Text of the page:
Silence is Golden

Talking with my friend Tony Tenore during the rehearsal break the other week, he was bemoaning the awful ringtones we're bombarded with from all sides these days. Having just acquired one of those fancy mobiles that take MP3 files as ringtones, he was looking for something a bit better than the average. I ventured, "I'd thought of using a few snatches of recorded blackbird song when I get a new phone. The Mog should get used to it after a while." "Not a bad idea" he conceded, "but you might miss it if you were outside. I was thinking more along classical lines. What would you suggest?" Having won the complete Beethoven string quartets on eBay a few months ago for only £12, my first thought was those three anguished notes from the finale of Op 135, beneath which the composer wrote "Must it be?" Perhaps that would do for calls from one's accountant. Tony pondered. "Hmmm…" he said, as he ran it through in his mind. "Yes, but the trouble is, the quality of reproduction of most mobiles is worse than a 1960's tranny." Funny, that, I mused. A '60's tranny contained maybe 6 to 8 transistors in little tin cans. (I bought a transistor to play with when I was about 13, for 6s 8d I think.) Some mobiles today probably contain 100 million times as many, etched onto their silicon chips. There's progress for you. But we digress. "If you can't abide the quality of reproduction" I protested, "you'd be better off sticking to an old-fashioned 'ring-ring'". "But don't you see?" he retorted. "There’s one thing that even the worst mobile can reproduce with almost perfect fidelity!" "No!" I avowed. "But of course!" he declared triumphantly. "Silence!!"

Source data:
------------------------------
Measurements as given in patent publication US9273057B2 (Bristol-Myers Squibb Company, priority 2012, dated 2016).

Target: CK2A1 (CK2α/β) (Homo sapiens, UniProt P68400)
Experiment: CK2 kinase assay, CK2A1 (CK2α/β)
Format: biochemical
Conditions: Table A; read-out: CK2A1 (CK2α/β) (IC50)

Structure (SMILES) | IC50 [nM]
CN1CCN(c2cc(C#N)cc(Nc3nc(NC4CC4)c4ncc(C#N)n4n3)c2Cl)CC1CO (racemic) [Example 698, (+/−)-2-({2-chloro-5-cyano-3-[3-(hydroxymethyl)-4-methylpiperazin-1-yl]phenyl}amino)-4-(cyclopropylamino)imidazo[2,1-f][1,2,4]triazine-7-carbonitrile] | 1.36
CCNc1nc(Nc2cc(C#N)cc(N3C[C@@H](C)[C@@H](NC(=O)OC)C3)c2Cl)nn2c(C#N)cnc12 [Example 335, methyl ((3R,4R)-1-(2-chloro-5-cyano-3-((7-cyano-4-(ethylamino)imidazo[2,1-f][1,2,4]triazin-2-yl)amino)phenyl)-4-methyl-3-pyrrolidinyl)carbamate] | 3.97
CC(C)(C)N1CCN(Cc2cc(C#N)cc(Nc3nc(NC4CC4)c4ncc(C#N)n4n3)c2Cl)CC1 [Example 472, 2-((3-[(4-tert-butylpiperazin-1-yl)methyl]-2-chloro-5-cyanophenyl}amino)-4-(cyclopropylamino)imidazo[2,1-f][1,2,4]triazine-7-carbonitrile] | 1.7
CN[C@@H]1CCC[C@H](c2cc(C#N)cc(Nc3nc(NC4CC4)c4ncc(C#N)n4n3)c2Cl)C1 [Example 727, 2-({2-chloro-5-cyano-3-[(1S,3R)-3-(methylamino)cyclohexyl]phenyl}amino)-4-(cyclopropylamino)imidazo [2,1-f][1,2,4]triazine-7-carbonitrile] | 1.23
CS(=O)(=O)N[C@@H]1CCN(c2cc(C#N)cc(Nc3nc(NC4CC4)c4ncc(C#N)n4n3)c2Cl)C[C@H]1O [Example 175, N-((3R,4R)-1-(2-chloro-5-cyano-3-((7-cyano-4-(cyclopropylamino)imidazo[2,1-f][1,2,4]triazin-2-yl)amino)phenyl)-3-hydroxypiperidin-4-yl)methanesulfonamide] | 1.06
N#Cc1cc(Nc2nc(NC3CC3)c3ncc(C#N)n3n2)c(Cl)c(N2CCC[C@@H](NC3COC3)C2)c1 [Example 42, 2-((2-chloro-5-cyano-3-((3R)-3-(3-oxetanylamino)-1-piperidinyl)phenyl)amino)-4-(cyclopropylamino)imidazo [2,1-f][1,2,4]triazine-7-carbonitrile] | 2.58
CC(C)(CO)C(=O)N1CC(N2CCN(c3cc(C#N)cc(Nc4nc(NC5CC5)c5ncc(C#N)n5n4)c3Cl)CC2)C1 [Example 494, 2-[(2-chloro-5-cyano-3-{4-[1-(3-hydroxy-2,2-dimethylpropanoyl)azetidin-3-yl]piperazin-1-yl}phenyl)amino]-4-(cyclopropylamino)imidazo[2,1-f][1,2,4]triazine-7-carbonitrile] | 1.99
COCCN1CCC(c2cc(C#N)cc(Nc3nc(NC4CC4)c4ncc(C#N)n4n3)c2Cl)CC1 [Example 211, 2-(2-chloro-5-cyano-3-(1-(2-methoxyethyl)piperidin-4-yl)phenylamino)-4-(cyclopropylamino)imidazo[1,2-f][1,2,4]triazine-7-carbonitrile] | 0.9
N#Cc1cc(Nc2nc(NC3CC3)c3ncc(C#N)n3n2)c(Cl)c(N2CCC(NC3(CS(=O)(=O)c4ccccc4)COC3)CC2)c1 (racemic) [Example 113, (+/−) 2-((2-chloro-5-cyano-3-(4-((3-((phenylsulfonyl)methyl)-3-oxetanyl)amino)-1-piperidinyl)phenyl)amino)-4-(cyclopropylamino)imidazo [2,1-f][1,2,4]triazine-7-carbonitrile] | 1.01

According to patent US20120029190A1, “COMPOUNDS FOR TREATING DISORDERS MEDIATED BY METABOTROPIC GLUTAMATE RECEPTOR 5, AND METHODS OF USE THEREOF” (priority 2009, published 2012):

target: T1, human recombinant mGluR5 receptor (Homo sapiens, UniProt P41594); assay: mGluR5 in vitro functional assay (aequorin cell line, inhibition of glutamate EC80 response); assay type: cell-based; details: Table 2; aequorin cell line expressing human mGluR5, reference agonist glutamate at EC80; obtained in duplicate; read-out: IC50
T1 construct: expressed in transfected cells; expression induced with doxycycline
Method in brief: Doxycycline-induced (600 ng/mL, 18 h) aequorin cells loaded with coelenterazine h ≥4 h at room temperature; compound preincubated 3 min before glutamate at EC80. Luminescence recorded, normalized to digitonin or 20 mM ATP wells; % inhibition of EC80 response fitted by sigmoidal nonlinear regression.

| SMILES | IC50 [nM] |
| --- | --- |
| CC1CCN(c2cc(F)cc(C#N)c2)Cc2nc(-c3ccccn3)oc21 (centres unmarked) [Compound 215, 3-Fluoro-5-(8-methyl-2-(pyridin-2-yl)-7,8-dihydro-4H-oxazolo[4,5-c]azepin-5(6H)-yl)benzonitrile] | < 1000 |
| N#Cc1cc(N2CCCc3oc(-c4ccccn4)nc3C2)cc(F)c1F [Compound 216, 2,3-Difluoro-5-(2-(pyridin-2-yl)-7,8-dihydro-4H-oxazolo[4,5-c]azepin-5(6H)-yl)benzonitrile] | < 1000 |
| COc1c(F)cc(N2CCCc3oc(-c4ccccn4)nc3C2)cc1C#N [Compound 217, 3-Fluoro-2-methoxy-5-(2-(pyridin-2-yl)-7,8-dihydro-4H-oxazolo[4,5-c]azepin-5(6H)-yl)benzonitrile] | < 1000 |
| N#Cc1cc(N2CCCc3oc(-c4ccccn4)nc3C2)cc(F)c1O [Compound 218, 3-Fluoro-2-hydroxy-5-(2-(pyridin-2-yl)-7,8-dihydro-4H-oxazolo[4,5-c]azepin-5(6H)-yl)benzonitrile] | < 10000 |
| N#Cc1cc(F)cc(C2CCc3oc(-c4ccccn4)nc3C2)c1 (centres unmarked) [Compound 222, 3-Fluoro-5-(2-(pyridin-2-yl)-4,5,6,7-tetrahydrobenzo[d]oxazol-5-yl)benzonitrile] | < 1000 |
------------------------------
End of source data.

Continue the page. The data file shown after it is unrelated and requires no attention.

The implications of this astounding insight gradually sank in. Remember that fascinating evening last term when Joseph Phibbs described how all music comes out of the silence that precedes it, making the silence itself a part of the music? Remember our Messiah last year, and Andrew’s 10-months'-pregnant pause before the final Amen? (The choir were at their best - no chattering, no esss-ing, no mobiles going off…) The rests in a piece of music can be the most exciting bits. "How about the pause, like a thousand years compressed into a moment, just before Gerontius gets his glimpse of God?" suggested Tony. "Brilliant" I replied, "but too short for a ringtone... Ah, but do you know Beethoven Op 18 No 1?" (I was back on the string quartets.) "The coda to the Adagio contains 6 whole metronomic beats of silence, repeated three times over. It's incredible." "Perfect!" exclaimed Tony, and he proceeded to conduct 6 beats of silence in the air - a more faithful rendition of Beethoven have I never heard - before pressing the green button on his mobile. (There was no one on the line. He looked at his phone with a puzzled expression.)

Just then we were interrupted by the bell sounding the end of the break, so we returned to our places.

I had occasion to ring Tony later in the week. He didn't answer. Can't think why.

©Philip Le Riche, 2006

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